A Bloomberg piece in January 2015 also predicted that Saudi Arabia would last it out, compared to US shale oil producers.

According to some analysts, Saudi Arabia had initially wanted lower oil prices to extend the life of oil as the source of fuel and energy for the world. To perpetuate and extend the dependence on hydrocarbons. To snuff out marginal producers and hydrocarbon substitutes too. To put off the development of renewable energy sources:

Some OPEC members including Venezuela are clamoring for production cuts to push oil prices back up above $100 a barrel.  But Saudi officials have given a different message in meetings with investors and analysts: the kingdom, OPEC’s largest producer, will accept oil prices below $90 per barrel, and perhaps down to $80, for as long as a year or two, according to people who have been briefed on the recent conversations.

This Reuters article from November 2014 actually mentions that the Saudi oil minister had tied the decision not to cut production to taming competition from US shale oil producers:

Saudi Arabia’s oil minister told fellow OPEC members they must combat the U.S. shale oil boom, arguing against cutting crude output in order to depress prices and undermine the profitability of North American producers.

Ali al-Naimi won the argument at Thursday’s meeting, against the wishes of ministers from OPEC’s poorer members such as Venezuela, Iran and Algeria which had wanted to cut production to reverse a rapid fall in oil prices.

See this story in FT too towards the end of 2014. See the observations on Saudi Arabia:

Saudi Arabia

Fiscal buffers are in place to offset the impact of any potential domestic deficit but Saudi Arabia — the world’s largest exporter — will still be among the Gulf nations most affected by lower oil prices. At $60 a barrel the kingdom, whose oil receipts accounted for 85 per cent of exports and 90 per cent of fiscal revenue in 2013, would experience a fiscal deficit equivalent to 14 per cent of GDP in 2015, according to Moody’s. Its vast foreign exchange reserves, estimated at close to $740bn, will offset some of the negative effects of much lower oil prices, but such a stressed scenario is still likely to mean a pull-back in spending on social programmes which had increased substantially following unrest related to the Arab uprising. Even so, Riyadh has used its leading position in OPEC to resist calls for a production cut.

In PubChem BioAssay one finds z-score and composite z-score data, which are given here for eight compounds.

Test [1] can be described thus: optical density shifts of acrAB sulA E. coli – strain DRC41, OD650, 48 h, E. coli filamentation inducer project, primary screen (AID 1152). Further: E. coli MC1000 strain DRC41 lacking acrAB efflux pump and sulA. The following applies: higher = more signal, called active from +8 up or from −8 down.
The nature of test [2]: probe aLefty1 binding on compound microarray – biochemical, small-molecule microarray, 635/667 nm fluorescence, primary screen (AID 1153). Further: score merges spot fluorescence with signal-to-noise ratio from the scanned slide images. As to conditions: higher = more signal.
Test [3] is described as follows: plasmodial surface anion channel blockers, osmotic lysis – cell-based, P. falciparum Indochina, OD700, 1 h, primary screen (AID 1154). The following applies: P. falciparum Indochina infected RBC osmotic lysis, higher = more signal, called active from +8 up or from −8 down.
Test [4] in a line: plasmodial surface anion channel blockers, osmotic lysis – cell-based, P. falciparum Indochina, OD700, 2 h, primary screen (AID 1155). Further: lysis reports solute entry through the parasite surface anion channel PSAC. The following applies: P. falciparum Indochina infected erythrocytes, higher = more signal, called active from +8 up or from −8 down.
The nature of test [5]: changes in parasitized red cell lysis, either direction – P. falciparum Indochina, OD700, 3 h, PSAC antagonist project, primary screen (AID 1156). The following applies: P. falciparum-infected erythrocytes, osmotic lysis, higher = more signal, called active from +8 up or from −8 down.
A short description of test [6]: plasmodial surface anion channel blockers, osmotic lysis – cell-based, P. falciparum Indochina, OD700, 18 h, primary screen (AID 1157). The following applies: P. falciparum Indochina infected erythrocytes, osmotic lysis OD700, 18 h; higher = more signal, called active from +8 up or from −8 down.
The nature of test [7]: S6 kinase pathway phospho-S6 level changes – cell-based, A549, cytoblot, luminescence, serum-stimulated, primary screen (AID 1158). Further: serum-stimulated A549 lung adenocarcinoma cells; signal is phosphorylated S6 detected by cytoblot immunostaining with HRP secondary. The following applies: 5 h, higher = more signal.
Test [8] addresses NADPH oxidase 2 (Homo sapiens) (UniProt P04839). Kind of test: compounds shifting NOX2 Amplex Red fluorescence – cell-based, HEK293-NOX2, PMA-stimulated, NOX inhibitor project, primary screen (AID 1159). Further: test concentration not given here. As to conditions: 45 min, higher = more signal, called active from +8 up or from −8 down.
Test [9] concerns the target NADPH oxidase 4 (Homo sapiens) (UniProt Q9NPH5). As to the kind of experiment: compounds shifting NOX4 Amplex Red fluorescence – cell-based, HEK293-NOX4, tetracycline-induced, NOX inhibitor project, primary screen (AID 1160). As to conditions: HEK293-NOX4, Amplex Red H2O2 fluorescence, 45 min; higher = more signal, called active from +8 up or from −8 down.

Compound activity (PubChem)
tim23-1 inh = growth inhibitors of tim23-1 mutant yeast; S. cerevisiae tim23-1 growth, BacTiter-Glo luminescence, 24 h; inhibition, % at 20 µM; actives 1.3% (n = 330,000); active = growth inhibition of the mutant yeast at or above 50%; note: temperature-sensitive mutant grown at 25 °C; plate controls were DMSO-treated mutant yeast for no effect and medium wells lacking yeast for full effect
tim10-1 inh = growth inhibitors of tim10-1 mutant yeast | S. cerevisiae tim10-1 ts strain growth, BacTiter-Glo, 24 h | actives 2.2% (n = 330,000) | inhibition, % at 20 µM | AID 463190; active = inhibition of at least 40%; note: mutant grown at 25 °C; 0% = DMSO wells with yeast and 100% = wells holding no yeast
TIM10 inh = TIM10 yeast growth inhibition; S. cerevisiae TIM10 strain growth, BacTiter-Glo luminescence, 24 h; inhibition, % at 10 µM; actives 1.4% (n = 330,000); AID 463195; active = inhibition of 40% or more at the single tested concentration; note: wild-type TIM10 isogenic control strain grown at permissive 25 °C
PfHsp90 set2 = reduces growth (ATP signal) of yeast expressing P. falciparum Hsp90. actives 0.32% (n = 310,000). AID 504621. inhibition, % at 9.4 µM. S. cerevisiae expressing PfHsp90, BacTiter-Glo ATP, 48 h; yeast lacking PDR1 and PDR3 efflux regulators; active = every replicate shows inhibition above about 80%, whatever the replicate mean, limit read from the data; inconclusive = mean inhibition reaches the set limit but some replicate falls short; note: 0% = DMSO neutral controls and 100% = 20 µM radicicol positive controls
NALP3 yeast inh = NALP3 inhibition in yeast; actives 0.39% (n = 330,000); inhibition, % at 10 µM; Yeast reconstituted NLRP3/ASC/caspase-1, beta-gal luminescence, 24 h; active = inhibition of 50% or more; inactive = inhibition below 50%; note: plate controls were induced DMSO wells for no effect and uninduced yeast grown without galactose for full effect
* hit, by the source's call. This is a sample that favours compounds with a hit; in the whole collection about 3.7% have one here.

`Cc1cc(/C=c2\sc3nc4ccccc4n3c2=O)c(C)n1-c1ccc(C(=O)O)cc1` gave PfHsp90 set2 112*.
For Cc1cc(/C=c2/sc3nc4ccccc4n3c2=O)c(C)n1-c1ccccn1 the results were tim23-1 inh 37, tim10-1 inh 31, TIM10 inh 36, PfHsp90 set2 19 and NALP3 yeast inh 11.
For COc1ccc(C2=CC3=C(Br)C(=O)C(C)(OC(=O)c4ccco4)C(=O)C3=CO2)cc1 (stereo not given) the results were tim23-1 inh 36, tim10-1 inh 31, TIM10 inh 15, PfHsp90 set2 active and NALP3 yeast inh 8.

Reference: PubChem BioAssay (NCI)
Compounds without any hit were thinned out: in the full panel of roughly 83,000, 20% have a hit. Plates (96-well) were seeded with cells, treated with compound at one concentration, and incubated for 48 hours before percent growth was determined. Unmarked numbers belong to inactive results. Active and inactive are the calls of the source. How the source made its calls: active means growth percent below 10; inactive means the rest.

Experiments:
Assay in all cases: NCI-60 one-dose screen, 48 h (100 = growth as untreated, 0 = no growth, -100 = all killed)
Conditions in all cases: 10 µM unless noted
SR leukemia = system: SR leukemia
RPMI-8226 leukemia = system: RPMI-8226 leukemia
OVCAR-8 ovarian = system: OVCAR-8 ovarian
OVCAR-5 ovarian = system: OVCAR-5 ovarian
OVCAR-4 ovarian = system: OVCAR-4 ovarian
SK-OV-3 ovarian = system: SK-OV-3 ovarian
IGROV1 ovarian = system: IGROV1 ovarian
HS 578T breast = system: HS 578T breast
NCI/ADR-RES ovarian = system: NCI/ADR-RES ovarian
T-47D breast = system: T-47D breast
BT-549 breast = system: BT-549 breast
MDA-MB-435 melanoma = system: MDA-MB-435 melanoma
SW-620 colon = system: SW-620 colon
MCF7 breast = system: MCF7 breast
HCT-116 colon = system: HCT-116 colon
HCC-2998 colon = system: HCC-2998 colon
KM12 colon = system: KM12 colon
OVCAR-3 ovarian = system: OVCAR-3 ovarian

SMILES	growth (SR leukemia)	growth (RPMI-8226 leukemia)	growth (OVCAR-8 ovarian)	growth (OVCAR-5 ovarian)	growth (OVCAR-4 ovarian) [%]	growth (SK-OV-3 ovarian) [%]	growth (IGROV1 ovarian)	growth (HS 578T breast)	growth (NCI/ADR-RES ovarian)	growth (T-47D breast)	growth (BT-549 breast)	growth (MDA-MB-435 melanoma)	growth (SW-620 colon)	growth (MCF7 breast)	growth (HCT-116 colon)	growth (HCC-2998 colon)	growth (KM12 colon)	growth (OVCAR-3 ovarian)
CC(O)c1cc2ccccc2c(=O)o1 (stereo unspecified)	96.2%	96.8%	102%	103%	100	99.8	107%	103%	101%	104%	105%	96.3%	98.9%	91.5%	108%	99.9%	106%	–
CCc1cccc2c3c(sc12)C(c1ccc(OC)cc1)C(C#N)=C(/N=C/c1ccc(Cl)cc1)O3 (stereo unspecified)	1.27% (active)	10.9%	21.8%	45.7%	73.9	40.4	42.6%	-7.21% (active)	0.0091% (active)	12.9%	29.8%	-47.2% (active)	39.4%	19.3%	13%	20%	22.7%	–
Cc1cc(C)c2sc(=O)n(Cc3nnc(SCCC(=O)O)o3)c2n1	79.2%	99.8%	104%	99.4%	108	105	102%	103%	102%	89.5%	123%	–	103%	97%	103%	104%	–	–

The above FT article had a link to an earlier article published in the same paper, a week earlier:

According to a well-placed Arab figure, a senior Saudi official told John Kerry, US secretary of state, while he was talking to Sunni Arab leaders this summer about a coalition against the jihadis: “Isis is our [Sunni] response to your support for the Da’wa” – the Tehran-aligned Shia Islamist ruling party of Iraq.

But, a sentence earlier was somewhat contradictory:

Iran, of course, is aligned if not allied with the US and its European and Arab partners, including Saudi Arabia, in the fight against the Islamic State of Iraq and the Levant.

In truth, Saudi Arabia might have decided to take credit for ‘masterminding’ a price decline that it might not have had any control over. That is the substance of the piece by Nick Butler in FT on December 15, 2014.